Regarding your first question, I don't know of any instance in which irradiation was used to select for a beneficial trait in humans. I italicized 'used' because I think that you could argue that naturally occurring sources of irradiation have led to the selection of traits that protect us from radiation damage.
That might sound like a bit of a circular argument, but keep in mind that in the case of the rice you mention, the discovery of beneficial traits came at the expense of a lot of dead rice that suffered deleterious effects of radiation. Unfortunately, the deleterious effects are a lot more likely to occur than than any really useful ones.
That leads to your second question. Conceivably, radiation could lead to a beneficial mutation. However, there are some pretty big caveats with that. First, in order for it to be beneficial, this hypothetical mutation would have to occur very early on in development, otherwise it would be limited to, at best, a handful of cells, probably in your skin, which would just get sloughed off anyway. So the second caveat is that in order for such a beneficial radiation-induced mutation to occur in the right place at the right developmental time, it would have to penetrate all the layers of your mother's genetic material that separate your fetal cells from the outside world without losing the energy needed to damage your DNA.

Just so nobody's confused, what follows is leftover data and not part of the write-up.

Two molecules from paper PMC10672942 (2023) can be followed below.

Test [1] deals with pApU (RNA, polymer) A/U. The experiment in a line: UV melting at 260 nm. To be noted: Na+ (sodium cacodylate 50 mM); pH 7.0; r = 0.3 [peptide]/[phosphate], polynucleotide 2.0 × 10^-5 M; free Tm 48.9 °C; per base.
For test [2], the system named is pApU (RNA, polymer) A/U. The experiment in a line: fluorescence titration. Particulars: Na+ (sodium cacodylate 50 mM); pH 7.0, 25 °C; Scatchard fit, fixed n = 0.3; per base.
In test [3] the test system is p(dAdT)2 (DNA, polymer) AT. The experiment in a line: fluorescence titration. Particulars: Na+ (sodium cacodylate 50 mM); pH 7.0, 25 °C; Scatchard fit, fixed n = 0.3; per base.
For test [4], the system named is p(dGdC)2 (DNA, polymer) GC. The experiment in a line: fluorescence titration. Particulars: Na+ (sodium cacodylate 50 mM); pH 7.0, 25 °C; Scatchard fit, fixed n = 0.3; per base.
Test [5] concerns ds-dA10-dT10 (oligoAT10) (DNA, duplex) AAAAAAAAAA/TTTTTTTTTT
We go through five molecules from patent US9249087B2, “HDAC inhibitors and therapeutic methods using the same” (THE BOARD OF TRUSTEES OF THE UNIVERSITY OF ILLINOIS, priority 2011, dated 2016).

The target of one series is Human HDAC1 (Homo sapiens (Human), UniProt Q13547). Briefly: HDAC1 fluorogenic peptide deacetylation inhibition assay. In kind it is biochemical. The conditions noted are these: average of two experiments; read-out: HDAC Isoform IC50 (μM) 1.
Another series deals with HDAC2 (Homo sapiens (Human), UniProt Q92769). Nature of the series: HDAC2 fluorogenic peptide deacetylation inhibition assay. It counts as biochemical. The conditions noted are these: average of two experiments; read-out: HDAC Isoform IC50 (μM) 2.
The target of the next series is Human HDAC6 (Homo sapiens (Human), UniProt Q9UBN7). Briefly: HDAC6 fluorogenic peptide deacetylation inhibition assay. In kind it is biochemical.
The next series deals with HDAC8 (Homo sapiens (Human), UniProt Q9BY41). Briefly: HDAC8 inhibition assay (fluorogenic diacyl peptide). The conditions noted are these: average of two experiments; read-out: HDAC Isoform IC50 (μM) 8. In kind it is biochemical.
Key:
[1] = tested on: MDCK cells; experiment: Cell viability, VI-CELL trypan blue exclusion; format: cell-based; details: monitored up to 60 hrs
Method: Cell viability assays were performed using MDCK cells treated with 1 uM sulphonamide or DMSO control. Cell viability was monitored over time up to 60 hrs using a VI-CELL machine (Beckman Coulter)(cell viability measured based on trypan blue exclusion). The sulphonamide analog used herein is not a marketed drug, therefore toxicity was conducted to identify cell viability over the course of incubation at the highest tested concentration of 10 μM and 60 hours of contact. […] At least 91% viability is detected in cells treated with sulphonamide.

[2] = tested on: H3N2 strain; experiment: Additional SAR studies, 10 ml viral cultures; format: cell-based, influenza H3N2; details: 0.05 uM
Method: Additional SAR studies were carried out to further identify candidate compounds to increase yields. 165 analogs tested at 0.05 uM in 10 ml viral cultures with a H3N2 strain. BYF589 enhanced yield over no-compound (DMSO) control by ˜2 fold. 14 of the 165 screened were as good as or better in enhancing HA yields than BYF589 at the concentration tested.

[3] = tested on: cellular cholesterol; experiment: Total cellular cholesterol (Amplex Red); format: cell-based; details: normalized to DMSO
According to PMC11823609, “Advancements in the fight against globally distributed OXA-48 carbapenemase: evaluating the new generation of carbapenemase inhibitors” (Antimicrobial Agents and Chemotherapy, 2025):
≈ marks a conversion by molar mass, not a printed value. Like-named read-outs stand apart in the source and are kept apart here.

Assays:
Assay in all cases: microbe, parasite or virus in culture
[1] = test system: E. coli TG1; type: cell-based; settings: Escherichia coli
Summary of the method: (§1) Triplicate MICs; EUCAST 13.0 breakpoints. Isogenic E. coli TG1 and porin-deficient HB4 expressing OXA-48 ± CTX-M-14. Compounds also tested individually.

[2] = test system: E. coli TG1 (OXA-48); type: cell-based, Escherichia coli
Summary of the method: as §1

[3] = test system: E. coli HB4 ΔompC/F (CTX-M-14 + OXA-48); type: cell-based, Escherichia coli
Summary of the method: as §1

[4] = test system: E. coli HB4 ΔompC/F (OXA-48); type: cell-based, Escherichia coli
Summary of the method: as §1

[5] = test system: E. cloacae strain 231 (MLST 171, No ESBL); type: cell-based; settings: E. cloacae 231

I couldn't tell you what sort of radiation might be capable of pulling that off with what probability of success, but my guess is that it's really unlikely.